Part 1 of 2

In February 2015 the Governmental Accounting Standards Board (GASB) issued GASB Statement 72, Fair Value Measurement and Application.  The Statement is designed to bring more clarity to areas of uncertainty related to fair value measures – including direction on how to apply fair value when market values cannot be obtained and where management judgments are necessary.

The goal of the changes required by GASB 72 is to improve the consistency and comparability in how governments measure and apply fair value and disclose information about those measurements.  The purpose for the additional disclosures about the assets and liabilities measured at fair value is to help financial statement users make better informed decisions about the potential effect of those measurements.

The Statement is very similar to FASB Accounting Standards Codification Topic 820, Fair Value Measurement, but is not identical; therefore governments should ensure that they are specifically following the requirements of Statement 72.

Fair Value Defined

Fair value is defined as the price that would be received to sell an asset or paid to transfer a liability in an orderly transaction between market participants at the measurement date.  The Statement makes it clear that fair value is an exit price.  The definition is consistent with the definition of fair value as stated in FASB Accounting Standards Codification Topic 820, Fair Value Measurement.

The Statement extends the application of fair value reporting to most investments and defines an investment as a security or other asset that a government holds primarily for the purpose of income or profit.

Major provisions of Statement 72

The Statement describes how fair value should be defined and measured, what assets and liabilities should be measured at fair value and what information about fair value should be reported in the notes to the financial statements.

Statement 72 requires governments to measure fair value in a manner consistent with one of three approaches:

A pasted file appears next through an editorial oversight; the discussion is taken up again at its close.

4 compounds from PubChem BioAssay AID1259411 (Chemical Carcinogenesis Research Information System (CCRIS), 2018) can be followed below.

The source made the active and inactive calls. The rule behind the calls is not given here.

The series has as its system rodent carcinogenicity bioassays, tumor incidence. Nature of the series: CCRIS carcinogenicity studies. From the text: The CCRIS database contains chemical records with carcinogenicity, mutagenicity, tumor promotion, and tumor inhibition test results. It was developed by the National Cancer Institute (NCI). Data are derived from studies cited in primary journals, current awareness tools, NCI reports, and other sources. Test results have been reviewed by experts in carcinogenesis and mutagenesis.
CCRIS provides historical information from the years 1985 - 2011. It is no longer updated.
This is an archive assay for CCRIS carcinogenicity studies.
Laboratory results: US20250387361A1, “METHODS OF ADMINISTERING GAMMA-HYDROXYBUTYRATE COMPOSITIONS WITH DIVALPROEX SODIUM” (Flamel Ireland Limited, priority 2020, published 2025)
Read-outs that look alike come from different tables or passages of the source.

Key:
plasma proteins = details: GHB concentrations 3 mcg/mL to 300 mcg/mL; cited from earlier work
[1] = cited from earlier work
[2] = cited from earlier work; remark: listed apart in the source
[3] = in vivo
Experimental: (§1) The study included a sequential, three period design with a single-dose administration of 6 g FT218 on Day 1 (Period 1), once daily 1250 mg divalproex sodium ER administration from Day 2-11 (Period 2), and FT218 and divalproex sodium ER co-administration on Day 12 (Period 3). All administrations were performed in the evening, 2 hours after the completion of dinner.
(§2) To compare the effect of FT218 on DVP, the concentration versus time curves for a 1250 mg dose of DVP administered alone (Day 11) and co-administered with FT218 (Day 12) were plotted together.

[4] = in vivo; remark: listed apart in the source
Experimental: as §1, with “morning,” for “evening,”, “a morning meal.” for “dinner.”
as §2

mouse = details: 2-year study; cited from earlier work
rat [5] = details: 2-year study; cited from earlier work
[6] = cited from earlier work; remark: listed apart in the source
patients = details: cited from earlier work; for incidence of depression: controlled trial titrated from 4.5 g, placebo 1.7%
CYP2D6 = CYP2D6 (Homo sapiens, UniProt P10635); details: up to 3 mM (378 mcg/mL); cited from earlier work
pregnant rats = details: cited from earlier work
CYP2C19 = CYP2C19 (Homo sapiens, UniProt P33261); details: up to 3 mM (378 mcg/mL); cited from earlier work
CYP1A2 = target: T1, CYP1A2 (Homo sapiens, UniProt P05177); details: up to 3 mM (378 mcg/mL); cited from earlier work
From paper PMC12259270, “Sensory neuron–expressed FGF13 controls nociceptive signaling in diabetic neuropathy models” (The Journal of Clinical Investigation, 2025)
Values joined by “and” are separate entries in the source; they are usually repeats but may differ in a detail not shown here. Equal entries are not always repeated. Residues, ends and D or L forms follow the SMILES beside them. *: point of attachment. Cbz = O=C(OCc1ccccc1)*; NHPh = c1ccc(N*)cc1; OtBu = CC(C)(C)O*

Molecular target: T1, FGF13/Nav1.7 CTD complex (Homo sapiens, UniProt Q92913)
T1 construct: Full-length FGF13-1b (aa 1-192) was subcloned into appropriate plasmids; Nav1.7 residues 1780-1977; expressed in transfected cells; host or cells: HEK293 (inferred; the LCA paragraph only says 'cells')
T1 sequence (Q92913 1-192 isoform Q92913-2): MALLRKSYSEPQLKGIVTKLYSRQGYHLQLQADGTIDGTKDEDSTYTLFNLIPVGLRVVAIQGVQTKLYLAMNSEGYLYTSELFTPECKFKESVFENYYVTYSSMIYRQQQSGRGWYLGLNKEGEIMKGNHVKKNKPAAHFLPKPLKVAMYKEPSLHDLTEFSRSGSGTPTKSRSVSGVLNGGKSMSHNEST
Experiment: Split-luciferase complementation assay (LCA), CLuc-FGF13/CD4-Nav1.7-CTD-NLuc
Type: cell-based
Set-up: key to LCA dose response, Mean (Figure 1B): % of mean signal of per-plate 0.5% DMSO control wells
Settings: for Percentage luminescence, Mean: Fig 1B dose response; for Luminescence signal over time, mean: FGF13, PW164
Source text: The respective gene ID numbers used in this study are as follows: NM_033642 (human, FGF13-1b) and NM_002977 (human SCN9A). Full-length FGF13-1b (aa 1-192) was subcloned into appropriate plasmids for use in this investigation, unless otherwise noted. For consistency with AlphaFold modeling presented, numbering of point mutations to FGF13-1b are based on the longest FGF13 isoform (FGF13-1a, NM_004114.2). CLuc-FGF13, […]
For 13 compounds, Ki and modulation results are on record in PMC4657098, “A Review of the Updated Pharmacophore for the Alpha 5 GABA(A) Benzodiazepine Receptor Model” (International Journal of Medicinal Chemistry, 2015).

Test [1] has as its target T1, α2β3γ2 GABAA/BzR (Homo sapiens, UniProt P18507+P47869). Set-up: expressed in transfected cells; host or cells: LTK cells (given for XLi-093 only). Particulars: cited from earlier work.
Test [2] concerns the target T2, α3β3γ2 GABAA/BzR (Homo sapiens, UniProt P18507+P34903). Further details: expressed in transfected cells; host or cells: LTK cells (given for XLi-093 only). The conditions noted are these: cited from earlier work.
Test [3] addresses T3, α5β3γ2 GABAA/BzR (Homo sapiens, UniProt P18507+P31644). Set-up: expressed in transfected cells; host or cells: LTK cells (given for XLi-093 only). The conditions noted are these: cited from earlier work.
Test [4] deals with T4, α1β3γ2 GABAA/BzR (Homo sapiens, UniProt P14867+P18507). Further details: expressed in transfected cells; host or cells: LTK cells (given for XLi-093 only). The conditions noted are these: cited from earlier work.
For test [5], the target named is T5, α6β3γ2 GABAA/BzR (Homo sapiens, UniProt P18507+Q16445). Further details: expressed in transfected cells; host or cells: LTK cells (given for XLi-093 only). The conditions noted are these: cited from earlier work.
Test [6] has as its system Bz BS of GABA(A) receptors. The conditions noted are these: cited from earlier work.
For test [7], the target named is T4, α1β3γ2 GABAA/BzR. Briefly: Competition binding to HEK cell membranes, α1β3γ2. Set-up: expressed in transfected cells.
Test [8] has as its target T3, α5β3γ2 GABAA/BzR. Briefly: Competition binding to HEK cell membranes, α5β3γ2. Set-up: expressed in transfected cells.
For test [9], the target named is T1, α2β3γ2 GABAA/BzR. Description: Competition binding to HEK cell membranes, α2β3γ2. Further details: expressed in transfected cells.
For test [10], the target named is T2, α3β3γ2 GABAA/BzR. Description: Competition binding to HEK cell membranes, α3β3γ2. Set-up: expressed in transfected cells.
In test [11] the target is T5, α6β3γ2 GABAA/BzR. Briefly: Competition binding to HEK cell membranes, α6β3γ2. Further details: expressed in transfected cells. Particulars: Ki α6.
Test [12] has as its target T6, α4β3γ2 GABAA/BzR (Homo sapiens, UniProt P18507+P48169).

1. Market approach – measure fair value using prices and relevant market information
  2. Cost Approach – measure fair value using an amount that would be required to replace the asset and its service capacity
  3. Income approach – measure fair value by converting future amounts, such as future cash flows, in a single current amount

Measuring fair value also requires the government to collect information regarding the inputs that were used to measure fair value.  Statement 72 uses the fair value hierarchy which is also used in FASB Topic 820, Fair Value Measurement.  The hierarchy includes 3 levels of inputs based on the reliability and objectivity of the information:

Level 1 – inputs are quotes prices in active markets for assets or liabilities identical to the ones being measured
Level 2 – inputs are inputs that are observable for similar assets or liabilities
Level 3 – inputs are unobservable inputs for example, management’s assumption of the default rate among underlying mortgages of a mortgage-backed security

Statement 72 requires that most investments be measured at fair value.  Certain exceptions remain, such as:

  • Investments in certain external investment pools
  • Money market investments
  • Investments in life insurance contracts
  • Common stock meeting the criteria for the equity method
  • Unallocated insurance contracts
  • Synthetic guaranteed investment contracts

If a government has investments in alternative investments that calculate the net asset value (NAV) and the investment does not have a readily determinable fair value, the government would be permitted to report a fair value of those investments based on the NAV per share.

Statement 72 would require a change in how governments place a value on donated capital assets, donated works of art and historical treasures, and capital assets received in service concession arrangements. Going forward those assets will be measured at acquisition value (an entry price) – the price that would be paid to acquire an asset with equivalent service potential in an orderly market transaction at the acquisition date – rather than at fair value (an exit price).

The Statement requires disclosures to be made about the fair value measurements, including the level of the fair value hierarchy, and a discussion of the valuation techniques used .  Governments should organize these disclosures by type of assets or liability reported at fair value.  It also requires additional disclosures regarding investments in certain entities that calculate net asset value per share.

Effective Date
The requirements of Statement 72 are effective for periods beginning after June 15, 2015.

Coming Up
Part 2 of this email series will feature a sample financial statement disclosure for the requirements of GASB Statement No. 72.

For more information regarding GASB Statement No. 72, please contact Crissy Fiscus at or 859.425.7631 or Simon Keemer at or 502.566.1036.

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